Tuesday, September 24, 2013

Health care and insurance companies on the hook if they don't encrypt PII on laptops; what about working from home?

A major health care provider in Illinois is the object of a class action law suit after four of its laptops or PC’s were stolen.  The problem was that the data on the hard drives was unencrypted.

That means anyone could use the PII on the four computers from Advocate Health Care.

There is a story Sept. 10 Sophos (the anti-virus provider allied with Webroot) by Paul Ducklin here
When I worked for a life insurance company, mostly in the 1990s, it was common for employees to do production support from home, and some, including me, often used personally owned laptops, which in the environment at the time sometimes offered legal advantages.  That’s not so now. Obviously this would be a risk.

ABC has reported that much medical identity theft seems to report in India because so much work is offshored. 

A few companies offer customer service jobs to people to work at home with their own computers, and I wonder if the PII data on home computers is encrypted.  This sounds like a new security wrinkle that can affect the home job market.  

Saturday, September 21, 2013

New scam sifts personal information from prospective renters before showing apartments

NBC4 in Washingtin DC is reporting a scam where someone posts a below market apartment or home for rent on Criagslist without giving the address, and then demands very detailed personal information from the applicant before the apartment will even be shown.  The personal information is used to make bank account withdrawals.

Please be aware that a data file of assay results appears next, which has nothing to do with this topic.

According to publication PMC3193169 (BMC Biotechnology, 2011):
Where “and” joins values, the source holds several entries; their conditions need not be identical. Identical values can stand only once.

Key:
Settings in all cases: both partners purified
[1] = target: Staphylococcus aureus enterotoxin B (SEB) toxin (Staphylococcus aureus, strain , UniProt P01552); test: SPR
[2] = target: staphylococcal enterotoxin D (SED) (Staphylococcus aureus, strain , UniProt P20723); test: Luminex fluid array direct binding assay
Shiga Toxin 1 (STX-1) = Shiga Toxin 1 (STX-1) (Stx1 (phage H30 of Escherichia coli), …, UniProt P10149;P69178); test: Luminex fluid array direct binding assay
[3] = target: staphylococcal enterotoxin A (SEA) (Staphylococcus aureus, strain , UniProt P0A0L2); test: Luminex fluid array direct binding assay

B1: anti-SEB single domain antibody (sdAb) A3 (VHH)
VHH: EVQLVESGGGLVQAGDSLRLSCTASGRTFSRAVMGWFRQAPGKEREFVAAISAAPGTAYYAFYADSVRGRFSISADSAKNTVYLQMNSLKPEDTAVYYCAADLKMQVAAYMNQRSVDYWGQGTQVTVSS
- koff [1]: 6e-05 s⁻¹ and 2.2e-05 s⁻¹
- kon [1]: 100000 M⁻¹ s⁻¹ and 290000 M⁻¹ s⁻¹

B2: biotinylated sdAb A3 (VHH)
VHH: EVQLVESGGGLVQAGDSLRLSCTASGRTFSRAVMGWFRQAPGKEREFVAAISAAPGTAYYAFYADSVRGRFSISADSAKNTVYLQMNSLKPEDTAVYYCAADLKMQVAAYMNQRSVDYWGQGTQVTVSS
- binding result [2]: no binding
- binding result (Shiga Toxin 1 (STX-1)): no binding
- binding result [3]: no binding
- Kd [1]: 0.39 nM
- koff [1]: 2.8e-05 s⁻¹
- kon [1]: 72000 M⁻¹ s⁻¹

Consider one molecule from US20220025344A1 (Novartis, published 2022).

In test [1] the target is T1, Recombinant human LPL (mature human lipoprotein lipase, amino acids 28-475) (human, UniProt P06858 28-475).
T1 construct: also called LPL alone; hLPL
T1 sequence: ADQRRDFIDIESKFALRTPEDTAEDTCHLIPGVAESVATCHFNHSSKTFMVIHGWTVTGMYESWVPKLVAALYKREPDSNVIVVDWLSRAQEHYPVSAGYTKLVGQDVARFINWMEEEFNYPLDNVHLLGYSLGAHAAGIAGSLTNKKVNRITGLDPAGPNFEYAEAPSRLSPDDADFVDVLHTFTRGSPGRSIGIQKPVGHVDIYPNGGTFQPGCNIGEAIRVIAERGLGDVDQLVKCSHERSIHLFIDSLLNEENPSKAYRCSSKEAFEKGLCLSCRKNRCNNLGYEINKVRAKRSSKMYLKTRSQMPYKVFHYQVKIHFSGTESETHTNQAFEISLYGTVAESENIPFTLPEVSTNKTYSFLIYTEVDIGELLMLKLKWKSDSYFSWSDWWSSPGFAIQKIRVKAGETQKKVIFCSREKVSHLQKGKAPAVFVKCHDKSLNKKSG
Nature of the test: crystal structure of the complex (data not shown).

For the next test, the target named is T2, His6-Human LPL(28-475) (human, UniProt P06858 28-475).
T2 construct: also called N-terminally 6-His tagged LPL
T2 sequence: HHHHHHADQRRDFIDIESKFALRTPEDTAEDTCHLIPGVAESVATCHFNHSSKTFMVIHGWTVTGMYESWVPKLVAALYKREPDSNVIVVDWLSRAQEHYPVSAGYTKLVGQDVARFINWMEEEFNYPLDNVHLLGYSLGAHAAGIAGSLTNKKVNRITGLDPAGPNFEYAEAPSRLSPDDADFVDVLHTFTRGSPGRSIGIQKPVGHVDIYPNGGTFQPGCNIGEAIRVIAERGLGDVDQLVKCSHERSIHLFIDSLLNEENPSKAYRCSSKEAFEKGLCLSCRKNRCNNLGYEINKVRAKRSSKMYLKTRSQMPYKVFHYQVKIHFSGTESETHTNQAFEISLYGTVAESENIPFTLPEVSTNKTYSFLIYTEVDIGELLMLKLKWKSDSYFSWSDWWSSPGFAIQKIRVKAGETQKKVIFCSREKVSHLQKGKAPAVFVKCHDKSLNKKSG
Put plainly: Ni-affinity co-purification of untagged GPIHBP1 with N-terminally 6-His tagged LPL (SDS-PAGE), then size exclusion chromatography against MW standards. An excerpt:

Legitimate rentals don’t take applicant information until showing a unit.  

Thursday, September 05, 2013

Credit card skimming at gas pumps seems to explode as a problem on the road

ABC News is reporting on a large increase of “skimming” at credit card readers at gas station pumps, news story here. This was reported on the “Lookout” show from ABC Nightline Sept. 4 and on World News Tonight.

The problem has gotten so pervasive that some security experts recommend paying inside.  It is impossible to tell by inspection if a skimmer has been placed in a gas station card reader. 

I personally have not encountered any unauthorized charges (except from cards stolen in a street snatch at the DC Metro) since 1995!
It is also safer to use credit cards, where unauthorized charges are easier to reverse, than debit cards.

Indoor reading machines, where a clerk is present, should be safer.